Teachers can use the games as phenomena or puzzles for students to solve. With the antibiotic resistance game, encourage students to play it multiple times to try to figure out which ways of dosing antibiotics kill off the bacteria and which ways lead to more antibiotic-resistant bacteria. Using this information, students could create a set of rules about antibiotic use. Kids could even create their own public service announcement about why antibiotic misuse can lead to superbugs.Continue reading Show less
The Yard Games are free online simulations that help fifth- to eighth-grade students learn about important science systems. Kids play each interactive activity for 10 to 20 minutes and can learn about the carbon cycle, the water cycle, antibiotic resistance, waves, magnetism, earthquakes, and more. Students play right in their browsers without any downloads or logins.
Each game starts with a short cartoon that introduces the major concepts and the problem. Goofy characters continue to provide background information through short tutorials, which, with the right mindset, can play like a game. Some of the activities are single-player, and others allow kids to play against each other.
Wisconsin teachers teamed up with developers to design the Yard Games, hoping to make science systems easier to understand. This is particularly helpful since the Next Generation of Science Standards place an emphasis on systems and scale as cross-cutting concepts. In some games, such as The Carbon Cycle, tutorials are available to teach kids how to play. It is important that students read through this fine print, because crucial scientific rules are spelled out, such as that matter can't be created or destroyed. The Carbon Cycle scaffolds learning by first showing them how the carbon will move through the atmosphere as they play and then taking that support away, so students have to figure it out for themselves.
The games do not stand alone and will require additional support and coaching by a teacher. For example, students playing the Antibiotic Resistance game could click through it and make the assumption that the antibiotic itself is causing the mutations on individual bacteria, making them resistant. The Yard Games is missing a teacher's guide or support questions to ensure that these misconceptions don't happen. While the cartoon at the beginning presents an issue, such as the bacteria on their pizza, this storyline doesn't necessarily continue throughout the game. The Yard Games would be improved if the kids could feel as if they had solved a problem by playing the game.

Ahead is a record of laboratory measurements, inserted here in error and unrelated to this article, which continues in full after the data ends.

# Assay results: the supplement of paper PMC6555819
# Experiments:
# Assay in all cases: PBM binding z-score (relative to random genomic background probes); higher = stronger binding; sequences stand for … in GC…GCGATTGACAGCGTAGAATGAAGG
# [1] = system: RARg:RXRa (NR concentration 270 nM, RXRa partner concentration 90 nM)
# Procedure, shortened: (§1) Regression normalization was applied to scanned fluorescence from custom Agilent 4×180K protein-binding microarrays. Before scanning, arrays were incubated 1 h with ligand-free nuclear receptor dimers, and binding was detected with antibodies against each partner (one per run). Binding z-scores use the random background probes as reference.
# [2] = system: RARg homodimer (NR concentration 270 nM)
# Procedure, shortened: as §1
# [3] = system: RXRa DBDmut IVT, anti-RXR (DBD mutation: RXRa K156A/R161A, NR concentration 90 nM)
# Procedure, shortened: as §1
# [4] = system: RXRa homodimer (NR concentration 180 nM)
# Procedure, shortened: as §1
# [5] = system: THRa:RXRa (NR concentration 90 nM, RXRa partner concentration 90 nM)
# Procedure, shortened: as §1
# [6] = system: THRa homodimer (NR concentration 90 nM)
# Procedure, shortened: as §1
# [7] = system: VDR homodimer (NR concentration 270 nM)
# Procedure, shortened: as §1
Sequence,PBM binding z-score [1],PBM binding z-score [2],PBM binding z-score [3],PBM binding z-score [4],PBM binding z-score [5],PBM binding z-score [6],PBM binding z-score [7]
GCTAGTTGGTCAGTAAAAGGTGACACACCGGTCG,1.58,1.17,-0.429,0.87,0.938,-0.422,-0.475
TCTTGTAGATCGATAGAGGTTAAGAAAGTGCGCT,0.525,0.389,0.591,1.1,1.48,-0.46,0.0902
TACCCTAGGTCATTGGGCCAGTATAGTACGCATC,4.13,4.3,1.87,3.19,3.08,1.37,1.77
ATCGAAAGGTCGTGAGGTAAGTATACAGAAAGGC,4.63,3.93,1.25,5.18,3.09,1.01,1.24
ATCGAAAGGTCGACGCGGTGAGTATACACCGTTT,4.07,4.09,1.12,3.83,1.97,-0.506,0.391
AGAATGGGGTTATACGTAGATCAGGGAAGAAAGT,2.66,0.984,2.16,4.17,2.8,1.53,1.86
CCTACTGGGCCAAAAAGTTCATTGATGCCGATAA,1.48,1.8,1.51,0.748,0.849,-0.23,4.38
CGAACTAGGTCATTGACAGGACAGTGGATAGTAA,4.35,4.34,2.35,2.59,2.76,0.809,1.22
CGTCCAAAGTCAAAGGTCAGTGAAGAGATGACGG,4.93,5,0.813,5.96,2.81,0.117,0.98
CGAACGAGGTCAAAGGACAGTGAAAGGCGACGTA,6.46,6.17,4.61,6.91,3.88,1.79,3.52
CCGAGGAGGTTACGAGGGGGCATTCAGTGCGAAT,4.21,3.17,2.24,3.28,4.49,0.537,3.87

Key Standards Supported
Biological Evolution: Unity and Diversity
Construct an explanation based on evidence that describes how genetic variations of traits in a population increase some individuals’ probability of surviving and reproducing in a specific environment.
Develop a model to describe the cycling of Earth’s materials and the flow of energy that drives this process.
Develop a model to describe the cycling of water through Earth’s systems driven by energy from the sun and the force of gravity.
Collect data to provide evidence for how the motions and complex interactions of air masses results in changes in weather conditions.
Ecosystems: Interactions, Energy, and Dynamics
Develop a model to describe the cycling of matter and flow of energy among living and nonliving parts of an ecosystem.
From Molecules to Organisms: Structures and Processes
Construct a scientific explanation based on evidence for the role of photosynthesis in the cycling of matter and flow of energy into and out of organisms.
Matter and Its Interactions
Develop a model that predicts and describes changes in particle motion, temperature, and state of a pure substance when thermal energy is added or removed.
Motion and Stability: Forces and Interactions
Plan an investigation to provide evidence that the change in an object’s motion depends on the sum of the forces on the object and the mass of the object.
Ask questions about data to determine the factors that affect the strength of electric and magnetic forces.
Conduct an investigation and evaluate the experimental design to provide evidence that fields exist between objects exerting forces on each other even though the objects are not in contact.
Waves and Their Applications in Technologies for Information Transfer
Use mathematical representations to describe a simple model for waves that includes how the amplitude of a wave is related to the energy in a wave.
Develop and use a model to describe that waves are reflected, absorbed, or transmitted through various materials.
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